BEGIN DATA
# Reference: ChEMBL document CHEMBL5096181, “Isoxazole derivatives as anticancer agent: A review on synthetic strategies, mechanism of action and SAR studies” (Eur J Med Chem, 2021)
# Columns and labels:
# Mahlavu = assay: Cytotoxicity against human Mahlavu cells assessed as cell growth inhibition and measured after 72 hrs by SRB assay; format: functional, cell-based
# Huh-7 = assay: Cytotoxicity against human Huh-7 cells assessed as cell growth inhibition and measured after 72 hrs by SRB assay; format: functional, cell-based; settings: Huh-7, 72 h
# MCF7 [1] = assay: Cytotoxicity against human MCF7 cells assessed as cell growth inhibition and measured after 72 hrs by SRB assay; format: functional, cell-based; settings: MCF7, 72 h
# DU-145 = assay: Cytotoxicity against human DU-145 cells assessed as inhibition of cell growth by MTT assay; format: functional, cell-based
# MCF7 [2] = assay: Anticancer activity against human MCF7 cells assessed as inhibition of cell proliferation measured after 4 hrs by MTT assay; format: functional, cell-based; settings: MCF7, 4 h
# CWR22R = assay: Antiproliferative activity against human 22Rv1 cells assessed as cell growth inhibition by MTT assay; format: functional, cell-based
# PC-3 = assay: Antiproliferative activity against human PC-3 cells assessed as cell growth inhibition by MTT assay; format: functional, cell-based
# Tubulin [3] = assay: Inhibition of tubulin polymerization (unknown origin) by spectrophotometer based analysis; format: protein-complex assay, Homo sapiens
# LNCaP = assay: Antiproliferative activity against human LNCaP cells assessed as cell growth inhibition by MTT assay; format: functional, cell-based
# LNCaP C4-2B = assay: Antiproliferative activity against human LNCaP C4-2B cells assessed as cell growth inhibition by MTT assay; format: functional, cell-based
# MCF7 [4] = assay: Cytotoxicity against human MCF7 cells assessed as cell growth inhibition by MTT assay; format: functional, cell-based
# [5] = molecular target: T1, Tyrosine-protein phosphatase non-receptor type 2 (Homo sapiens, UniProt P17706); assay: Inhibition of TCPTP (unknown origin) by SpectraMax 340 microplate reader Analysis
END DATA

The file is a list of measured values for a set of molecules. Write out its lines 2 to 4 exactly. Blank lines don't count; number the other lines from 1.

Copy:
# Columns and labels:
# Mahlavu = assay: Cytotoxicity against human Mahlavu cells assessed as cell growth inhibition and measured after 72 hrs by SRB assay; format: functional, cell-based
# Huh-7 = assay: Cytotoxicity against human Huh-7 cells assessed as cell growth inhibition and measured after 72 hrs by SRB assay; format: functional, cell-based; settings: Huh-7, 72 h